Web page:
Neurogenesis and its implications for regeneration in the adult brain
Peter S. Eriksson
Institute of Clinical Neuroscience Sahlgrenska Academy University of Göteborg Sweden
Recent findings concerning the regenerative potential of the adult brain suggest a more pronounced plasticity than previously thought. One such finding is the generation of new neurons in the adult brain (neurogenesis). Loss of neurons has long been considered to be irreversible in the adult human brain, i.e., dead neurons are not replaced. The inability to generate replacement cells is thought to be an important cause of neurological disease and impairment. In most brain regions, the generation of neurons is generally confined to a discrete developmental period. Exceptions have recently been described in several regions of the brain that have been shown to generate new neurons well into the postnatal and adult period. One of the best characterized regions is the subgranular zone of the dentate gyrus in the brain, where granule neurons are generated throughout life from a population of progenitor/ stem cells. Furthermore, recent findings suggest that neurogenesis may be of importance for memory function as well as mood disorders. Several very important questions can be formulated on the basis of these discoveries, for instance, what factors influence the generation of new neurons and whether it is possible for enhanced neuro- genesis to contribute to functional recovery.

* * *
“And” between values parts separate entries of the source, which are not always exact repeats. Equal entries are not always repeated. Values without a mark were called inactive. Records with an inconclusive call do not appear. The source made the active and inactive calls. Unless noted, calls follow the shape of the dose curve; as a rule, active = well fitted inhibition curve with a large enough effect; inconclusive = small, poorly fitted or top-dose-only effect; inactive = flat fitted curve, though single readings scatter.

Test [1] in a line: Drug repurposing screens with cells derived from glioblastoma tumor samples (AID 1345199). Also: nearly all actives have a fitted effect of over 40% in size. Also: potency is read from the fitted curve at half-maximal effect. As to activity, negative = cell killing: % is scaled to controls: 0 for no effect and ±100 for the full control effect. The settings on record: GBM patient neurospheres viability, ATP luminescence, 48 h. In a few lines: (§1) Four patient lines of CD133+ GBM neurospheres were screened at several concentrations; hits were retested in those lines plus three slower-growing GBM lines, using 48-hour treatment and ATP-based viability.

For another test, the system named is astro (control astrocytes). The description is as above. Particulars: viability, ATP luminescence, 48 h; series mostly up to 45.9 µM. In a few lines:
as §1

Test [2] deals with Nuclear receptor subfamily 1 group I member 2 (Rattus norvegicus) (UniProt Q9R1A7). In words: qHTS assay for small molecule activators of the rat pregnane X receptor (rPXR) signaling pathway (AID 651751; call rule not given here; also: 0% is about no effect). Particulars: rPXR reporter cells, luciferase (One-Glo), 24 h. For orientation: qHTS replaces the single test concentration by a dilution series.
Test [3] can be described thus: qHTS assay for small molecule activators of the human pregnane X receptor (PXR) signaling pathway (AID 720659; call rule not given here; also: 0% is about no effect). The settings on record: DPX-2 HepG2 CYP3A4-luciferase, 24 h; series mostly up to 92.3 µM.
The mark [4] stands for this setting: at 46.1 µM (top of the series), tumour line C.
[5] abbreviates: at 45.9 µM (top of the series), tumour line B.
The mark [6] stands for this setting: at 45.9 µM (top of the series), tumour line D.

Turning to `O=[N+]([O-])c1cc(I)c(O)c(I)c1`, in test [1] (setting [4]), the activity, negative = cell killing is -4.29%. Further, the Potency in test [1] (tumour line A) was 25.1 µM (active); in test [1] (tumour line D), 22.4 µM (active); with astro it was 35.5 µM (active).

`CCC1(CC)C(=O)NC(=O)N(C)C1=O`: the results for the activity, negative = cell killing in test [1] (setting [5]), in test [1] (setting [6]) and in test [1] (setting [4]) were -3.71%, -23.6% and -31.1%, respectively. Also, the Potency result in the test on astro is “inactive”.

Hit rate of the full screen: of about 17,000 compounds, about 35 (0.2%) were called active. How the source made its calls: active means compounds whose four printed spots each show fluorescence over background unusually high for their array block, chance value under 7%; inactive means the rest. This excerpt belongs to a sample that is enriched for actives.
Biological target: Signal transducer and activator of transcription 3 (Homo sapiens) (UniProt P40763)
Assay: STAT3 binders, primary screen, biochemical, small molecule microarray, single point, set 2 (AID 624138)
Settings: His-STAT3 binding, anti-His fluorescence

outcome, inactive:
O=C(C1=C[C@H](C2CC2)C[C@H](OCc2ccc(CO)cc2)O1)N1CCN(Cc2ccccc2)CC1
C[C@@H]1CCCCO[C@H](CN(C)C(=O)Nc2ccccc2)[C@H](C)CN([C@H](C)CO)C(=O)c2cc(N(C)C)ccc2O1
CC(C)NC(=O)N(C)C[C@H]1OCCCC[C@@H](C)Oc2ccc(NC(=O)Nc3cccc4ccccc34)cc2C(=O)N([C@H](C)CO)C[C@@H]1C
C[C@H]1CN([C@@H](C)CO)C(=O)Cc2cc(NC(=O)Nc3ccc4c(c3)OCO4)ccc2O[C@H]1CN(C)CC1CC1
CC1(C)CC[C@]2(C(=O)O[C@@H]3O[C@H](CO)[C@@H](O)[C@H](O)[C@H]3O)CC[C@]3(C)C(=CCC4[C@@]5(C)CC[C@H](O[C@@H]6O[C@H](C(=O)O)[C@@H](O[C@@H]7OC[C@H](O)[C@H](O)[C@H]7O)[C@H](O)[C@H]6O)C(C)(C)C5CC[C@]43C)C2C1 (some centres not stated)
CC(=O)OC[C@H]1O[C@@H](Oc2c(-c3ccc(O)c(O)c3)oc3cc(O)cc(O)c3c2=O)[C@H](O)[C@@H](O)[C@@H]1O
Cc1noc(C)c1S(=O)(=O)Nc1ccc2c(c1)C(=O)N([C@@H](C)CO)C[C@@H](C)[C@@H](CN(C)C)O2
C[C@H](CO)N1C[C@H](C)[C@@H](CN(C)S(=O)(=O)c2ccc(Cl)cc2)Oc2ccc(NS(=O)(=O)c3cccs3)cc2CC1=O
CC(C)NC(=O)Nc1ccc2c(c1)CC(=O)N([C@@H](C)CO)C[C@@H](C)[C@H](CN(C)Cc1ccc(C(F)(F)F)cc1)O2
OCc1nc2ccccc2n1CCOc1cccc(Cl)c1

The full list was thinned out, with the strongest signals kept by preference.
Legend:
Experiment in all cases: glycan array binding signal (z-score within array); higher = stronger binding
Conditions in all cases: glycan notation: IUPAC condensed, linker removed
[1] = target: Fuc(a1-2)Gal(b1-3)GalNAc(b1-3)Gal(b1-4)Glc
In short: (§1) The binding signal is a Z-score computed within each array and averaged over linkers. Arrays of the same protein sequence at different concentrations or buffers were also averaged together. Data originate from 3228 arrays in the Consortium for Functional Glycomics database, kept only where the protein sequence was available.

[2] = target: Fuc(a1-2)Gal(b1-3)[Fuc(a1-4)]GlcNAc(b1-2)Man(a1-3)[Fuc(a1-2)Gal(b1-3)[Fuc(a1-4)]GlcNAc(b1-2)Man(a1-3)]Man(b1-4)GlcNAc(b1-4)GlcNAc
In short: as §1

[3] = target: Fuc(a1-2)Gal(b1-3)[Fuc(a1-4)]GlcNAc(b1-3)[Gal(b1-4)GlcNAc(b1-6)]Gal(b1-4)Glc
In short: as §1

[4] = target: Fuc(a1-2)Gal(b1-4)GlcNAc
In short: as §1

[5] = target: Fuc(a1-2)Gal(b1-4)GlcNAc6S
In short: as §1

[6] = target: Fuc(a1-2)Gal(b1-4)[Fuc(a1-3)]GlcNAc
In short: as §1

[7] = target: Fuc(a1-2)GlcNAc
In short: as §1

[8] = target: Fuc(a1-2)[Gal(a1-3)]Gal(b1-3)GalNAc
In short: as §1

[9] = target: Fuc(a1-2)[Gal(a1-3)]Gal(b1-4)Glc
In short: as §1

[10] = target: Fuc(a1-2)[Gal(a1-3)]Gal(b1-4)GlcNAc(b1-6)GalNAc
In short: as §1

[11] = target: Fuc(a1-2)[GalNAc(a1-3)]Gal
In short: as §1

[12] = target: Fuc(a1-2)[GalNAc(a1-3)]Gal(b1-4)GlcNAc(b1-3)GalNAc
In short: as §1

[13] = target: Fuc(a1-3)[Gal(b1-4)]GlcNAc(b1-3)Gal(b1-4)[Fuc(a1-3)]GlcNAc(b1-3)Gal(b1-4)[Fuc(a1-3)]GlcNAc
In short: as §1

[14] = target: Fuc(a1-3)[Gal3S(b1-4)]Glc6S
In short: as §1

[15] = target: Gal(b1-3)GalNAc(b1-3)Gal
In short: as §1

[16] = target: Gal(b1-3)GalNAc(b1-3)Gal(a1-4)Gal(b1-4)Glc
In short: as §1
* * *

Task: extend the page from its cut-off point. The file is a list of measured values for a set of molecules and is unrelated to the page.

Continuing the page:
Do you want to comment on this paper? The comments will show up here and if appropriate the comments will also separately be forwarded to the authors.
You need to login/create an account to comment on articles. Click here to login/create an account